DIMOCK, Pennsylvania (Reuters) - Residents of a small rural Pennsylvania town sued Cabot Oil & Gas Corp on Friday, claiming the company’s natural-gas drilling has contaminated their water wells with toxic chemicals, caused sickness and reduced their property values.
The lawsuit accuses the company of violating state environmental laws by allowing drilling chemicals to escape from gas wells, where they are used in a technique called hydraulic fracturing.
A Cabot spokesman said the company had not had time to study the lawsuit in detail but said Cabot was in full compliance with Pennsylvania’s environmental laws and “disappointed” by the lawsuit.
“We don’t see merit in these claims,” Cabot spokesman Ken Komoroski said.
The company, like others in the industry, has argued that its drilling processes are safe because chemicals are heavily diluted and are injected into the ground through layers of steel and concrete thousands of feet below the aquifers that are used for drinking water.
The industry says there has never been a documented case of ground water contamination because of hydraulic fracturing.
The case is one of the first to confront the industry over the technique, which critics claim pollutes aquifers with chemicals that can cause cancer and other serious illnesses.
Cabot’s drilling allowed methane to escape into private water wells and in two cases caused wellhead explosions due to a gas build-up, the 15 families in the lawsuit claim.
Pat Farnelli, 46, a plaintiff in the lawsuit, told reporters on Friday that some of her eight children suffered stomach cramps after drinking water from the family’s well, which is a few hundred yards from a gas well. She ruled out water-borne bacteria because boiling the water didn’t help.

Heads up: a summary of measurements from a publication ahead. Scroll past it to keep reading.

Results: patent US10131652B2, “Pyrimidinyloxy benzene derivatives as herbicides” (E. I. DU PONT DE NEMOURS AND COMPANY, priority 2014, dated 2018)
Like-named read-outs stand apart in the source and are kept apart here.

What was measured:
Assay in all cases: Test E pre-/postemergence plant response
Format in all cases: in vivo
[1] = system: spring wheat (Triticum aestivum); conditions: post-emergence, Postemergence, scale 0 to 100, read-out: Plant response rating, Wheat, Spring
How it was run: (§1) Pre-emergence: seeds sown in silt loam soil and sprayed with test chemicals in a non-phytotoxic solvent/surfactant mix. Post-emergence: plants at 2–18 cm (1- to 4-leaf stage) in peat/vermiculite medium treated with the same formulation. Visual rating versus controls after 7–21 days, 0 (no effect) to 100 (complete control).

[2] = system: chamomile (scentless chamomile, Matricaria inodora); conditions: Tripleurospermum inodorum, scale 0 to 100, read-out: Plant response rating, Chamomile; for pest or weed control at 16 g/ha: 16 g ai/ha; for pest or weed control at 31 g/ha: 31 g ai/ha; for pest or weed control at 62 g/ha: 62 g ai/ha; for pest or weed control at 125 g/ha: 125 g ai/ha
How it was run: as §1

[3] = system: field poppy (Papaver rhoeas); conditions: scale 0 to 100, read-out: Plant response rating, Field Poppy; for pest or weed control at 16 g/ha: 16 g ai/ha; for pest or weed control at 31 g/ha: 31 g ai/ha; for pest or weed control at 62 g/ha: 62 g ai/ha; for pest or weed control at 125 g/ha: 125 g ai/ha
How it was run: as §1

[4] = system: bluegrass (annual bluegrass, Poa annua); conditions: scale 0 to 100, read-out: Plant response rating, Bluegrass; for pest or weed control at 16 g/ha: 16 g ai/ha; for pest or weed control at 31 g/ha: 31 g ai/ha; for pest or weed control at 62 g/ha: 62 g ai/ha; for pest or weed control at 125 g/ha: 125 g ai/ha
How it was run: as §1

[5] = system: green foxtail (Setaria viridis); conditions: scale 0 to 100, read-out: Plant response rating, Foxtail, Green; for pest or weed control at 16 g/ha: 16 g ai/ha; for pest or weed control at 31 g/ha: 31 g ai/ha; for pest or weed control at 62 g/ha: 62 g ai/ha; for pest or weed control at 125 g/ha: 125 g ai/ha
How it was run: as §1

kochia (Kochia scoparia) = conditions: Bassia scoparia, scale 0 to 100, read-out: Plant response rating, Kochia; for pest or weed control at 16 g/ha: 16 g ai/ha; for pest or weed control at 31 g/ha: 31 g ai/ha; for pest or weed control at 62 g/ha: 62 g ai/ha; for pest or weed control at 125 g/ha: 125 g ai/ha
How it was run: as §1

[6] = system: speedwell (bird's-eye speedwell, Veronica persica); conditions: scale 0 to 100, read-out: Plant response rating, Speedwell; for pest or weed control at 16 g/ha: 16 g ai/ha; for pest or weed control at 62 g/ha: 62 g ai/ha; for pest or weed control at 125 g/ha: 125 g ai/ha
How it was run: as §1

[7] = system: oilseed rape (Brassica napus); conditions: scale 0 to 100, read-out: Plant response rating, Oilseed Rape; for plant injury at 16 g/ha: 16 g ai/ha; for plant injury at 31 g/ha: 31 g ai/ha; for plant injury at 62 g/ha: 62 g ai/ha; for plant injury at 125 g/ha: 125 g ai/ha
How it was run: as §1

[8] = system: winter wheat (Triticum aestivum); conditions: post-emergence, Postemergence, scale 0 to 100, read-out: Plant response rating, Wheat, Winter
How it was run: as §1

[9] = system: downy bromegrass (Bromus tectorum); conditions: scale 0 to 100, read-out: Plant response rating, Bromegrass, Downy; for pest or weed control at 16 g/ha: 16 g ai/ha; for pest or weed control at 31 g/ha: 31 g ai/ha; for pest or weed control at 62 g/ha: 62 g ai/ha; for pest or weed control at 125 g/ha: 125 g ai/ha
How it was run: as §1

The suit is the culmination of complaints by residents of the northeastern Pennsylvania community where Cabot has drilled dozens of gas wells in its efforts to develop the Marcellus Shale, a massive gas formation that underlies about two-thirds of Pennsylvania and parts of surrounding states.
“These releases, spills and discharges caused the plaintiffs and their property to be exposed to such hazardous gases, chemicals and industrial wastes,” said the complaint.
The complaint says residents have suffered neurological, gastrointestinal and dermatological symptoms from exposure to tainted water. They also say they have had blood test results consistent with exposure to heavy metals.
Victoria Switzer, a plaintiff who lives about a mile from Carter’s home, said she had joined the lawsuit because she had failed to get satisfaction from the state Department of Environmental Protection or her elected representatives.
“Lawyers were the last thing I wanted,” she said. “We are not greedy people, we just want some justice.”
The lawsuit accuses Cabot of negligence and says it has failed to restore residential water supplies disrupted by gas drilling. It seeks a permanent injunction to stop the drilling processes that are blamed for the contamination, as well as unspecified compensatory damages.
Residents of many gas-drilling areas in the United States say the chemicals used in hydraulic fracturing are contaminating ground water. However, they have been unable to prove that, in part because energy companies are not required to disclose the composition of their drilling fluids.
Gas deposits such as the Marcellus Shale offer the United States an opportunity to reduce dependence on overseas oil imports and reduce carbon emissions, advocates say. But development could slow if fracturing is shown to be environmentally damaging.
Editing by Ellen Wulfhorst, Michelle Nichols, Richard Chang and Steve Orlofsky